Dance the War of Proximity
Mount Lofty Lookout
Wednesday, April 24, 12pm ’til 1:30pm

Adelaide Botanic Garden at the Amazon Water Lily Pavilion, Palm House and the Bicentennial Conservatory
Friday, April 26 1pm ’til 2:30pm

Adelaide Zoo
Saturday, April 27 2pm ’til 3.30pm

AGSA, Gallery 13
Sunday, April 28 3pm ’til 4pm.

For Tina, time is the crucial ethical component of her work with animals, and she prioritises long-term engagement beyond aesthetic outcomes.

“The ethics is that time of constant engagement and that’s where the accountability and the permission to collaborate exists and it’s an ongoing conversation,” she says.

Tina hopes viewers will stay with her Inner Sanctum for longer than 30 seconds.

“I think that is the average kind of gaze that people give a work and when you’re working with slow processes and different bodies, I think ‘what’s the responsibility of the audience?’ I always question that.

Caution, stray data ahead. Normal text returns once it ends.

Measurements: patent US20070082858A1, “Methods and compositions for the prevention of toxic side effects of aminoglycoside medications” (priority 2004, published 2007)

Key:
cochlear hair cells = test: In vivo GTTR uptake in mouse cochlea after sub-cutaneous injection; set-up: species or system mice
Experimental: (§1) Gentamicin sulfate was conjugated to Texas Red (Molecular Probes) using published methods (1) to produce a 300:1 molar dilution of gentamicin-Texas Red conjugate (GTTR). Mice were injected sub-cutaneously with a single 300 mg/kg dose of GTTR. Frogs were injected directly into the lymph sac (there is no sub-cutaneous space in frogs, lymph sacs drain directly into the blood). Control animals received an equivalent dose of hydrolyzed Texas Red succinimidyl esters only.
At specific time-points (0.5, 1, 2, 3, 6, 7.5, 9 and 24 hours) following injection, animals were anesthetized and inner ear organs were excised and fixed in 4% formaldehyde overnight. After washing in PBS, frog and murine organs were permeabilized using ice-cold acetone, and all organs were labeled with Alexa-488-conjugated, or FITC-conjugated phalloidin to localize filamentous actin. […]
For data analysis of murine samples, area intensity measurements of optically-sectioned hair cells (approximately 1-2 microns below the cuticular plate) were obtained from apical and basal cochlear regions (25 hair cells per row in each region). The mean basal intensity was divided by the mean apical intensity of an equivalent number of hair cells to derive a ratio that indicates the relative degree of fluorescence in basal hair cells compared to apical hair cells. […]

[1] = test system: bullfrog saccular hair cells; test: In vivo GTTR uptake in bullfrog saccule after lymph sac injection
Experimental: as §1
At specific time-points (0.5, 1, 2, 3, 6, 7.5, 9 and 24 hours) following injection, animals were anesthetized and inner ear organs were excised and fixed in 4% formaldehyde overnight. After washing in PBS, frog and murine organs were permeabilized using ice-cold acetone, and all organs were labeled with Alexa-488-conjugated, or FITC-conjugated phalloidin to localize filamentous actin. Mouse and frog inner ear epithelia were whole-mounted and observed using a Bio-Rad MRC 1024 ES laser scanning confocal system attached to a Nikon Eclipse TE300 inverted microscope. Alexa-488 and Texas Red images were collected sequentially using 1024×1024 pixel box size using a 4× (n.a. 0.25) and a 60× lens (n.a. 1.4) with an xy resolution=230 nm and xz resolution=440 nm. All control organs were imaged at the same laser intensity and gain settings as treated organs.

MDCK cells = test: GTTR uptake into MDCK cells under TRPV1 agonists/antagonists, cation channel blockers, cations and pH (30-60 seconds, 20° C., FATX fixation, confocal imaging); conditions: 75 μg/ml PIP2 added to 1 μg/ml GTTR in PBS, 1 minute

“Any person who asks an ethical question about working with horses, well, I would say how long have you spent with the work? I encourage that as being accountable.”

As an extension of Hym(e)nals, Tina has been producing a work called Dance the War of Proximity which explores interspecies class struggles and disparities in Australian societies.

“The equine space can be a problematic space in terms of classism, racism, all of those types of isms,” Tina says.

Tina’s workshops with young Adelaide performers to prepare for Dance the War of Proximity. 

Dance the War of Proximity will feature 12 teenage performers from Adelaide exploring coming-of-age politics in natural settings at Mount Lofty Botanic Garden, Adelaide Botanic Garden and Adelaide Zoo before ending at the Art Gallery.

Tina has been working with the teens throughout March and April teaching vocals and movement, and she says it’s self-organised, with the teens dictating how they put together what they’ve learned.

She says they’ll represent a moving archive built with the interests they’ve raised at the workshops, like pop culture references, TikTok dances and elements of modern history.

Dance the War of Proximity is playing at differing locations from April 24-28 and is free at all performance locations except the Adelaide Zoo. Use the code ‘BIENNIAL’ at the main entrance to get a two-for-one ticket offer after midday at the zoo.